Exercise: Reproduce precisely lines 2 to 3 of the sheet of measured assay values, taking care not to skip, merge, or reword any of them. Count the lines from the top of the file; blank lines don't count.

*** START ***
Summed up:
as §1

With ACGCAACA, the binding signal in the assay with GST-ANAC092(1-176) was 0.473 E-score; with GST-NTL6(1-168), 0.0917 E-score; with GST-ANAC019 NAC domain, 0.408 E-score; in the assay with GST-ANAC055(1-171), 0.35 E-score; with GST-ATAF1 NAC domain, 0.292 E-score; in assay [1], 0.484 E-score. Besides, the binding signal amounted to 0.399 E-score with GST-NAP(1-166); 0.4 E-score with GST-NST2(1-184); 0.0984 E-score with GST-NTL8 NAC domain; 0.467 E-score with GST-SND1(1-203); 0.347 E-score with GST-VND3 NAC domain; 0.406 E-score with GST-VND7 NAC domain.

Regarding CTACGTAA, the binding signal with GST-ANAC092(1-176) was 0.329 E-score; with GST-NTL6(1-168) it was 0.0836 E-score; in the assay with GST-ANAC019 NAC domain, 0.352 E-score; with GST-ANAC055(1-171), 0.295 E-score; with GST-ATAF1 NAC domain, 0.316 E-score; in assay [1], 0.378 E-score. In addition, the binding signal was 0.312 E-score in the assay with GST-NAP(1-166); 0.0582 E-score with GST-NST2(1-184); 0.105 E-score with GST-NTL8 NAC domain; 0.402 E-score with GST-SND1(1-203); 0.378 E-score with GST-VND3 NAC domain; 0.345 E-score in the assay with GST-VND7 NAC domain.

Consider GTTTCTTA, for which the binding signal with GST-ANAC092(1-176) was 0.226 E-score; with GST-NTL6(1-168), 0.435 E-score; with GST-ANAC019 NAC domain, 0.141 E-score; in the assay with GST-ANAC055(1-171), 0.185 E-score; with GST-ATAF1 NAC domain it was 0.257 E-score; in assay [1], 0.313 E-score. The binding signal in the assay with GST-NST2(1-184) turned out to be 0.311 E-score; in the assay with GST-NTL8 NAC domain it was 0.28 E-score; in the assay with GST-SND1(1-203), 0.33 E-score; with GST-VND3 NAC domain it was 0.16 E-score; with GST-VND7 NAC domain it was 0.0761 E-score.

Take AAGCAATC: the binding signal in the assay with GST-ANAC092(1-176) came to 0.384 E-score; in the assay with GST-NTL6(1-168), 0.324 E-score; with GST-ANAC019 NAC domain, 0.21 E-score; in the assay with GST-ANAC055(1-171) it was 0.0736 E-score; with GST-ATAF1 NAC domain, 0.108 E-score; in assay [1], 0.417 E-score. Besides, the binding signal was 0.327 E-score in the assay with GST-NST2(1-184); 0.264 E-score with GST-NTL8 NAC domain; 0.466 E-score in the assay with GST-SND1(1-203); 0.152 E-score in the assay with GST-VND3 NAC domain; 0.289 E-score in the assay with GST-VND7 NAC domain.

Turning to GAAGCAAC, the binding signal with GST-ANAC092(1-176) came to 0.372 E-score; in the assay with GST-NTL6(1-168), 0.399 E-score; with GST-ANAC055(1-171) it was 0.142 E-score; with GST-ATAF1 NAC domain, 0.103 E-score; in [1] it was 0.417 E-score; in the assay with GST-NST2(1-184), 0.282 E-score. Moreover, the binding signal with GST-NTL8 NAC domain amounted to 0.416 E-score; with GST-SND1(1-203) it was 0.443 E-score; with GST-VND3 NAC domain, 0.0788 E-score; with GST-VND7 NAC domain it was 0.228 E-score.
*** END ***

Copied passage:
as §1

With ACGCAACA, the binding signal in the assay with GST-ANAC092(1-176) was 0.473 E-score; with GST-NTL6(1-168), 0.0917 E-score; with GST-ANAC019 NAC domain, 0.408 E-score; in the assay with GST-ANAC055(1-171), 0.35 E-score; with GST-ATAF1 NAC domain, 0.292 E-score; in assay [1], 0.484 E-score. Besides, the binding signal amounted to 0.399 E-score with GST-NAP(1-166); 0.4 E-score with GST-NST2(1-184); 0.0984 E-score with GST-NTL8 NAC domain; 0.467 E-score with GST-SND1(1-203); 0.347 E-score with GST-VND3 NAC domain; 0.406 E-score with GST-VND7 NAC domain.